Consumer Education is Key When Considering Bankruptcy

By: Jon Arnold

Only a few short years ago, it used to be fairly easy to file bankruptcy, almost as easy as it is in the board game of Monopoly, where the ramifications of doing so were about the same as in Monopoly. But it was determined that so many people were taking advantage of bankruptcy to compensate for a lack of financial skills, a lack of money management, and basically attempting to lead a champagne lifestyle on a beer budget that the bankruptcy laws were recently changed.

To be sure, the bankruptcy laws still vary from state to state, but there are some things that even state legislature cannot disagree on if they conflict with the federal bankruptcy laws. Even at this, some people have attempted to file bankruptcy in a state that may have more lenient bankruptcy laws than the state in which they have listed as their address of residence, and one of the things that the new bankruptcy laws is doing is ensuring that people who file bankruptcy do so in the state in which they live.

Another requirement of bankruptcy with the new laws is that the person filing bankruptcy is required to attend credit counseling sessions and financial education courses. While this is still part of the law and you can expect that requirement into the foreseeable future, studies are starting to show that such a requirement has so far failed to deliver the positive results that were expected, and in fact have delivered very few significantly measurable benefits to the consumer.

Is there a value to requiring consumers to spend (or as some say, "waste") their time on credit counseling and financial education courses before being allowed to file bankruptcy? Many are saying it makes no sense at all. On one hand, the advocates who say it makes little sense are right, since by the time a person is so far in financial distress that bankruptcy is their most viable option, the time for financial education and credit counseling has long since passed. But on the other hand, how do you require someone to attend those classes and counseling sessions BEFORE they get into a bankruptcy situation, since the vast majority of people are unwilling to admit, even to themselves, that they are heading in the wrong financial direction.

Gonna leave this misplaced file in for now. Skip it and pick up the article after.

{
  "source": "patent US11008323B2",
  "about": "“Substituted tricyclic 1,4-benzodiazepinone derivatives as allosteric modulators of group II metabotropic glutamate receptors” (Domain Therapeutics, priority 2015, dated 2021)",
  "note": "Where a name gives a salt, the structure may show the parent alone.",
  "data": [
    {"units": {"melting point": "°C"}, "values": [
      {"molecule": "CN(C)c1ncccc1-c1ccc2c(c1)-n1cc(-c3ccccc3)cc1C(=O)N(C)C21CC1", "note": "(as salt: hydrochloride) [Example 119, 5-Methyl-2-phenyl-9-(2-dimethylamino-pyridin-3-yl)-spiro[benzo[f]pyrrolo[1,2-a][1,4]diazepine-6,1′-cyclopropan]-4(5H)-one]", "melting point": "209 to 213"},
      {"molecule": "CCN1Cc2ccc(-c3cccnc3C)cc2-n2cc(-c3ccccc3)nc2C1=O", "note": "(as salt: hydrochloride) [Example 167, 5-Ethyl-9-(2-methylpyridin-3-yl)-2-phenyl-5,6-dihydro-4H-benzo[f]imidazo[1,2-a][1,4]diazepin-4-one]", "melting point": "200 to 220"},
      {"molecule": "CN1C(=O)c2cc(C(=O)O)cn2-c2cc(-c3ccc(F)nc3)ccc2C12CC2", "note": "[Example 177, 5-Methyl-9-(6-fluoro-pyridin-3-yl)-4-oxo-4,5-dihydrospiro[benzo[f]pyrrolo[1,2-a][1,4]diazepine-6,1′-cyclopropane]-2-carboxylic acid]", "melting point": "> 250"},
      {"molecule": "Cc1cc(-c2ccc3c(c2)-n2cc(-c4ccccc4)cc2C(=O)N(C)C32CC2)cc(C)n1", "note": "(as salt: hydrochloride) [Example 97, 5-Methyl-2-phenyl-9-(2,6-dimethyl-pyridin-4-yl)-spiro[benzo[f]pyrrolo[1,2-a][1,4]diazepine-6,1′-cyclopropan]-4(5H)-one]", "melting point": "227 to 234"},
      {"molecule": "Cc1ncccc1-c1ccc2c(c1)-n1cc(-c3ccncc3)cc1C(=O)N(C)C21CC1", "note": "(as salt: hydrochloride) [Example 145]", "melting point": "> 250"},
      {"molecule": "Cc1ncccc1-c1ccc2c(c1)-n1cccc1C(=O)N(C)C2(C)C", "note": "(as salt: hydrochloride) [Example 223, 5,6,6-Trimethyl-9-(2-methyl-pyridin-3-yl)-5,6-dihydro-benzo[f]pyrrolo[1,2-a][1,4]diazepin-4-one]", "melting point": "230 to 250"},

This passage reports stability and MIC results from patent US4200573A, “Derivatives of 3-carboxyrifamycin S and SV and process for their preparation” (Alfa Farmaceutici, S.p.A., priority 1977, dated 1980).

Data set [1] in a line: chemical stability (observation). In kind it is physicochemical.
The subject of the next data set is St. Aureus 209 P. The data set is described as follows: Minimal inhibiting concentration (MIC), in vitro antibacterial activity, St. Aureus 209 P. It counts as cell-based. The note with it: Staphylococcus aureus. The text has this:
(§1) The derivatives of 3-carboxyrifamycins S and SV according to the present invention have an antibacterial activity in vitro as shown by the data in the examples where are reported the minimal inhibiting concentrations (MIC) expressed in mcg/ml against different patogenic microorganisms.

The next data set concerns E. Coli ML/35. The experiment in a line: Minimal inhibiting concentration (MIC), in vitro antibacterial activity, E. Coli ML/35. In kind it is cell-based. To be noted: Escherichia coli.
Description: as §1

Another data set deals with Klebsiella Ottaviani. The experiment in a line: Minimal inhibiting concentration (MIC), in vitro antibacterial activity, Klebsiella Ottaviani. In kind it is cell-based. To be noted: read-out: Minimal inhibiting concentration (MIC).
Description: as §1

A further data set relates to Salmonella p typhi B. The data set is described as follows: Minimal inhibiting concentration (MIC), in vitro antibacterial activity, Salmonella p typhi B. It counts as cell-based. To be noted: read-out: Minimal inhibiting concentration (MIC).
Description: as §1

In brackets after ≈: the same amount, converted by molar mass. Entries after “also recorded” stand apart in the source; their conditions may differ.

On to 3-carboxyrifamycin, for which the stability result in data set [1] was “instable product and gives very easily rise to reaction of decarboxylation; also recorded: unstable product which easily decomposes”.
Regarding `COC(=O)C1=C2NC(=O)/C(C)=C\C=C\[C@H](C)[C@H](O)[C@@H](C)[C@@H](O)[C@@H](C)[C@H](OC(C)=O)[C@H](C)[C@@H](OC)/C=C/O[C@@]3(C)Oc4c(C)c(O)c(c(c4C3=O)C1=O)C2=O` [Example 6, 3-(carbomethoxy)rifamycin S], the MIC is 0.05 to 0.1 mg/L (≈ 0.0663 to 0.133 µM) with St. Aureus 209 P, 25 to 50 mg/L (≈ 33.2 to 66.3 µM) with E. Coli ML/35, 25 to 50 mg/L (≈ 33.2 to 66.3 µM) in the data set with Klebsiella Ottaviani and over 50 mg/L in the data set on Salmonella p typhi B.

Good consumer information about bankruptcy is one answer. While the government or the state cannot protect each and every consumer from financial folly, nor can they force the consumer to attend courses or counseling, they can put the monkey on the consumer's back by making information about bankruptcy available, perhaps even at no charge. The vast majority of consumers have no clue about the various chapters of bankruptcy and which one they should choose if they get into a bankruptcy situation.

Moreover, most consumers think of bankruptcy as their only option, when in reality the act of declaring bankruptcy should be the option of last resort. There are many viable alternatives to bankruptcy, most of which do not have the long-lasting negative impact on the consumer, such as the fact that bankruptcy stays on one's credit report for the next 7 to 10 years. Consumers should be taught about the options that are available before considering the "act of last resort", which is bankruptcy. For example, debt consolidation firms can pull a consumer out of the financial fire without requiring bankruptcy in many situations.

Consumer education about bankruptcy is paramount, and every consumer should make a point to understand at least the basics of bankruptcy, what it means, how it works, and most of all, what viable alternatives to bankruptcy are available.

Bankruptcy
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